This tiny shop is located a little off the beaten path, just south of the heart of the city. If someone told you Belgians aren’t friendly they haven’t met Frank Devlieghere, the shop owner and I’m assuming sole employee. Dressed in his sharpest suit, Frank took the time to explain to us that all the teddy bears we were looking at had been handmade by his wife Maria. Made with mohair and stuffed with wood shavings, each bear was unique and clearly of the utmost quality. We chose a little fellow named “Quince”, and he’s the 4th of only 7 bears of his kind. It’s something we will always treasure and a unique and truly “Belgian” souvenir. The price tag was a tad shocking but most definitely worth every euro.Because Quince was clearly not a toy, we also got E this adorable stuffed bunny. It was made in Italy, so nothing decidedly Belgian about it but I thought it was pretty darn cute and she was such a good little traveler that we wanted her to have a souvenir as well.
2) Bubbles at Home
Conveniently nestled between the Bruges Beer Museum and the Museum of Medieval Torture Instruments you’ll find Bubbles at Home. I don’t know exactly why but as soon as I saw it I had a burning desire to own some Belgian soap. So I had my husband make a mental note of it (he is much better at remembering, well…pretty much everything) and we returned the next day. It’s a small shop but they had a lovely assortment of handmade Belgian soaps, as well other cute bath trinkets, bath salts, bath bombs…you know, lots of bath-y stuff. I got a bar of Mango scented soap and it’s heavenly. There really is such a difference between commercial soaps and those made by hand with quality ingredients.
3). ‘t Apostelientje
If you know me at all you know I’m OBSESSED with lace. Because basically I’m an 80 year old lady in a 33 year olds body. If left to my own devices my house would be a shrine to all that is lace, floral, and antique. But I live with a man. And apparently I love him enough to care just a little that he would hate it. So I try to keep a fair 75% “old lady”, 25% “Dru approved” ratio in all decor-related decisions. I mean, I AM an interior designer. So clearly I still get to call most of the shots. Needless to say, the lace shop was a big highlight for me. It was a tiny little place but packed full of the most beautiful lace you’ve ever seen. I found a lovely framed bit of handmade “point de rose” lace from the late 1800’s for me and the most perfect handkerchief with an embroidered “E” to give to our little girl on her wedding day.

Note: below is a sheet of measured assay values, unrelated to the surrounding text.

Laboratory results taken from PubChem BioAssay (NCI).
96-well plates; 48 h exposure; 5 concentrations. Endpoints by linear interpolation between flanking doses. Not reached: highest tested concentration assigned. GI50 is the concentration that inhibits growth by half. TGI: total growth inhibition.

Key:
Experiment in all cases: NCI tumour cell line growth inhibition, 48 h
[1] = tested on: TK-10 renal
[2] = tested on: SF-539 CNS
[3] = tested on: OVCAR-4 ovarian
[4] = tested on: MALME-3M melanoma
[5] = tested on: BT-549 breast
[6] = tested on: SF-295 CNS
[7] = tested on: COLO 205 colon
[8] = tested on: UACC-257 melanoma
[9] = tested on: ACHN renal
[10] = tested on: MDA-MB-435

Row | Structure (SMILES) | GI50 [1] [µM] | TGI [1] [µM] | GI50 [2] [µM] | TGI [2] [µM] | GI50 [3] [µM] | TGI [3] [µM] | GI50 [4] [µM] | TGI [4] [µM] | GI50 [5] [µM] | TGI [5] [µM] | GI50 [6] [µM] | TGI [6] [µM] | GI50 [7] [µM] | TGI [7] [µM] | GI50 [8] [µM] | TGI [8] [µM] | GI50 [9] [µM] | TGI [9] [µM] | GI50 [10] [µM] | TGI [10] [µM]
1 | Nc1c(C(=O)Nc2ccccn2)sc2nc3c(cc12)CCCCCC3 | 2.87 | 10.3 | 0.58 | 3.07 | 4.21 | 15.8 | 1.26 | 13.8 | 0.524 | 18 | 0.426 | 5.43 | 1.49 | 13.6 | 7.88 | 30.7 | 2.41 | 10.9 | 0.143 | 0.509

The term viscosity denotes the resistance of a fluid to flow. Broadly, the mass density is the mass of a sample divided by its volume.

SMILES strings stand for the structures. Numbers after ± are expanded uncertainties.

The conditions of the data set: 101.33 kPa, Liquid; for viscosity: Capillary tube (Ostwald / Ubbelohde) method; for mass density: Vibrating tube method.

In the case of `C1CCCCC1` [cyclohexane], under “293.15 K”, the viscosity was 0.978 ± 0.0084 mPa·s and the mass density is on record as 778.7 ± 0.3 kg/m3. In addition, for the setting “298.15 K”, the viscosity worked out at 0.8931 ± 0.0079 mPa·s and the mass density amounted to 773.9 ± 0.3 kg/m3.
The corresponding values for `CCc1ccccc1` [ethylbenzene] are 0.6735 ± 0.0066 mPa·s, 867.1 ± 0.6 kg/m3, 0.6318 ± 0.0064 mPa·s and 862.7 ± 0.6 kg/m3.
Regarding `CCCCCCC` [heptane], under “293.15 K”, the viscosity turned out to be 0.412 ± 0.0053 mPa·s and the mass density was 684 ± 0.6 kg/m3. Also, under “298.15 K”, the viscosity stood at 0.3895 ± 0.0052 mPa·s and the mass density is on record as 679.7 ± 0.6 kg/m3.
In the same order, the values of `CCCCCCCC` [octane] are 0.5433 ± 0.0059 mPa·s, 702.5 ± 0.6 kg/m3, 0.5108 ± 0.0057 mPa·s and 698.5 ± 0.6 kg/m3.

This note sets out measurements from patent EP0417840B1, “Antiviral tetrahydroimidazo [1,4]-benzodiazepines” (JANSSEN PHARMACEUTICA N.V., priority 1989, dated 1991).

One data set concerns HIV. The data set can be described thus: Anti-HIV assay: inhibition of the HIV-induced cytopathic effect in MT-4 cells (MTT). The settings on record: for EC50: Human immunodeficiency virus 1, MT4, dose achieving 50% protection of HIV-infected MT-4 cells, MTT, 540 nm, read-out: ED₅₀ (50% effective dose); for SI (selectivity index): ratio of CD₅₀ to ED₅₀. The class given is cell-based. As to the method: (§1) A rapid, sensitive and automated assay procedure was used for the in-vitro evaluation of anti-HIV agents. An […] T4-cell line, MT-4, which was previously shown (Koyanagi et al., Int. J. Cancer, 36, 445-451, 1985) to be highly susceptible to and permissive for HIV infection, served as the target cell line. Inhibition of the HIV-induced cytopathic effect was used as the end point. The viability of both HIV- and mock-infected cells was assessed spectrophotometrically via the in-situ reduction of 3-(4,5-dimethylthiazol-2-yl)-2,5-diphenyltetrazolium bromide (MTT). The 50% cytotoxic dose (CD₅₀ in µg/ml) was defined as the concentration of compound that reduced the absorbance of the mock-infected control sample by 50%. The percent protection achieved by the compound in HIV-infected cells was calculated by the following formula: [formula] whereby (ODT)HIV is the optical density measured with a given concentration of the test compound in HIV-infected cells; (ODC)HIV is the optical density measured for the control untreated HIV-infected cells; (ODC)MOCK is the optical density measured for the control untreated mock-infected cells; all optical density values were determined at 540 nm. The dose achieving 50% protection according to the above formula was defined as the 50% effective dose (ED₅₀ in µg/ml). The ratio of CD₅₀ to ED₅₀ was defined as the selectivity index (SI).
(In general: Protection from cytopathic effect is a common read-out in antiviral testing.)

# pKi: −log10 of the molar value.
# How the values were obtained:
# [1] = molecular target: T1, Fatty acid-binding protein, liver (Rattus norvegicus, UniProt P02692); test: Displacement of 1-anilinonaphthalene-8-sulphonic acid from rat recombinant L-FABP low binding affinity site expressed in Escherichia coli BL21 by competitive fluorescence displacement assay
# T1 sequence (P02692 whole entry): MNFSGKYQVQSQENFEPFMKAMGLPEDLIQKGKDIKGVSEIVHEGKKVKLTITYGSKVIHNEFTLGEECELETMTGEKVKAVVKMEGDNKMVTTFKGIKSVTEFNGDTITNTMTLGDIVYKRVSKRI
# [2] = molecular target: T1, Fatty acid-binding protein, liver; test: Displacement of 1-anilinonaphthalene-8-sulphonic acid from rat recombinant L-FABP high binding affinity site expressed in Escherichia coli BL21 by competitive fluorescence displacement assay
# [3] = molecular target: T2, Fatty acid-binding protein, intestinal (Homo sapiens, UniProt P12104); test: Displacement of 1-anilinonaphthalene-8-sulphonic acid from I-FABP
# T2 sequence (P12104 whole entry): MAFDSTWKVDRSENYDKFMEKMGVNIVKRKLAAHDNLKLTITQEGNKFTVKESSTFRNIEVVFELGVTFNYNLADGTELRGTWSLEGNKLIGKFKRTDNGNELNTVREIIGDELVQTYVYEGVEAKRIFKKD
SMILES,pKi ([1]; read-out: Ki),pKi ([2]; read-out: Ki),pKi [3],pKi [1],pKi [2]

4) B by B
I’ve always been more of a Sour Patch Kids kind of gal. Until I had Belgian chocolate. Game over. So of course our trip wouldn’t have been complete without trying some new chocolate. The company was started by Michelin-star chef Bart Desmidt, whose Babelutte-style praline desert was so popular he decided to make his own brand of chocolates. B by B has a beautiful store and we opted for the “make your own” box, which included 5 different types of chocolates (5 pieces of each). Dark Chocolate/Raspberry/Lemon, Dark Chocolate/Ginger, White Chocolate/Raspberry/Roses, Dark Chocolate/Rhubarb/Violet, and Dark Chocolate/Babelutte/Seasalt. We’ve tried 3 of them so far and…they. are. delicious.
5) The Chocolate Line
I mean if a place has “fried onion” flavored chocolate you just have to give it a go. Run by a husband/wife duo, these passionate chocolatiers actually own a plantation in Mexico where they grow all their own cocoa beans. We have yet to dive into this box, I guess an edit to this post will be necessary!So happy with what we found and can’t wait to get back to Bruges again with any guests we have!